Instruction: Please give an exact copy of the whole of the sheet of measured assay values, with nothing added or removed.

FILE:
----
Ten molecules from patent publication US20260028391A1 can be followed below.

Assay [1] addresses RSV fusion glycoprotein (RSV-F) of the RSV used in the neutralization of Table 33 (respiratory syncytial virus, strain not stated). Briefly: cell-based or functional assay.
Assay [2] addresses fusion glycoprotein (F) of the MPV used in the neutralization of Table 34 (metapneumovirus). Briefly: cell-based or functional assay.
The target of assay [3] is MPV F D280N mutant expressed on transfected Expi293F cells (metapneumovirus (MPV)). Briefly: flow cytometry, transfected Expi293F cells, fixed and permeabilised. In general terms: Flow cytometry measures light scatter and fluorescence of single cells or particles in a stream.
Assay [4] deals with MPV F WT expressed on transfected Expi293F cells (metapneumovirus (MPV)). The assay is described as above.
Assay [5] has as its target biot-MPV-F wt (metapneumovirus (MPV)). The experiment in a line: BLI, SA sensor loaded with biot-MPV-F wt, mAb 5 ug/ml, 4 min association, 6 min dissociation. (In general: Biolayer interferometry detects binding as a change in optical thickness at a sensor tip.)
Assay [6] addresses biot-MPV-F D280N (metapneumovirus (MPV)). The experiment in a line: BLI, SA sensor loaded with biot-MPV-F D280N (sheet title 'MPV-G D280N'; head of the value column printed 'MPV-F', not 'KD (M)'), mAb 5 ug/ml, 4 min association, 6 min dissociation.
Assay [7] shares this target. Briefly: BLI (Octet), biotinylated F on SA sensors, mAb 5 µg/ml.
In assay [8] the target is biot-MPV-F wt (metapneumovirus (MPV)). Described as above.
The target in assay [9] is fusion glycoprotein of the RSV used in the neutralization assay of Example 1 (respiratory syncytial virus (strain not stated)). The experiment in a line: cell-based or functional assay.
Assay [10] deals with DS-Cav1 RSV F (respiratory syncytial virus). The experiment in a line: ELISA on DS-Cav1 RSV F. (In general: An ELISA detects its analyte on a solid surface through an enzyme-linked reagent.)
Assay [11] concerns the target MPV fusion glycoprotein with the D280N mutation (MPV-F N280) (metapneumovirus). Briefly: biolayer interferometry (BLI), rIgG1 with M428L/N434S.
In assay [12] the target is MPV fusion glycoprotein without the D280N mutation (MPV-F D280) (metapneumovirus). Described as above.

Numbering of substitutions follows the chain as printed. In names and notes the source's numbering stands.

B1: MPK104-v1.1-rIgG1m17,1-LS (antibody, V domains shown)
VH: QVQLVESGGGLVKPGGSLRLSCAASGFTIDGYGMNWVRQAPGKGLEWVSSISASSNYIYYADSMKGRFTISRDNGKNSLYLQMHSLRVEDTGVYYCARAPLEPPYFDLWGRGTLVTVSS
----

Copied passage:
Ten molecules from patent publication US20260028391A1 can be followed below.

Assay [1] addresses RSV fusion glycoprotein (RSV-F) of the RSV used in the neutralization of Table 33 (respiratory syncytial virus, strain not stated). Briefly: cell-based or functional assay.
Assay [2] addresses fusion glycoprotein (F) of the MPV used in the neutralization of Table 34 (metapneumovirus). Briefly: cell-based or functional assay.
The target of assay [3] is MPV F D280N mutant expressed on transfected Expi293F cells (metapneumovirus (MPV)). Briefly: flow cytometry, transfected Expi293F cells, fixed and permeabilised. In general terms: Flow cytometry measures light scatter and fluorescence of single cells or particles in a stream.
Assay [4] deals with MPV F WT expressed on transfected Expi293F cells (metapneumovirus (MPV)). The assay is described as above.
Assay [5] has as its target biot-MPV-F wt (metapneumovirus (MPV)). The experiment in a line: BLI, SA sensor loaded with biot-MPV-F wt, mAb 5 ug/ml, 4 min association, 6 min dissociation. (In general: Biolayer interferometry detects binding as a change in optical thickness at a sensor tip.)
Assay [6] addresses biot-MPV-F D280N (metapneumovirus (MPV)). The experiment in a line: BLI, SA sensor loaded with biot-MPV-F D280N (sheet title 'MPV-G D280N'; head of the value column printed 'MPV-F', not 'KD (M)'), mAb 5 ug/ml, 4 min association, 6 min dissociation.
Assay [7] shares this target. Briefly: BLI (Octet), biotinylated F on SA sensors, mAb 5 µg/ml.
In assay [8] the target is biot-MPV-F wt (metapneumovirus (MPV)). Described as above.
The target in assay [9] is fusion glycoprotein of the RSV used in the neutralization assay of Example 1 (respiratory syncytial virus (strain not stated)). The experiment in a line: cell-based or functional assay.
Assay [10] deals with DS-Cav1 RSV F (respiratory syncytial virus). The experiment in a line: ELISA on DS-Cav1 RSV F. (In general: An ELISA detects its analyte on a solid surface through an enzyme-linked reagent.)
Assay [11] concerns the target MPV fusion glycoprotein with the D280N mutation (MPV-F N280) (metapneumovirus). Briefly: biolayer interferometry (BLI), rIgG1 with M428L/N434S.
In assay [12] the target is MPV fusion glycoprotein without the D280N mutation (MPV-F D280) (metapneumovirus). Described as above.

Numbering of substitutions follows the chain as printed. In names and notes the source's numbering stands.

B1: MPK104-v1.1-rIgG1m17,1-LS (antibody, V domains shown)
VH: QVQLVESGGGLVKPGGSLRLSCAASGFTIDGYGMNWVRQAPGKGLEWVSSISASSNYIYYADSMKGRFTISRDNGKNSLYLQMHSLRVEDTGVYYCARAPLEPPYFDLWGRGTLVTVSS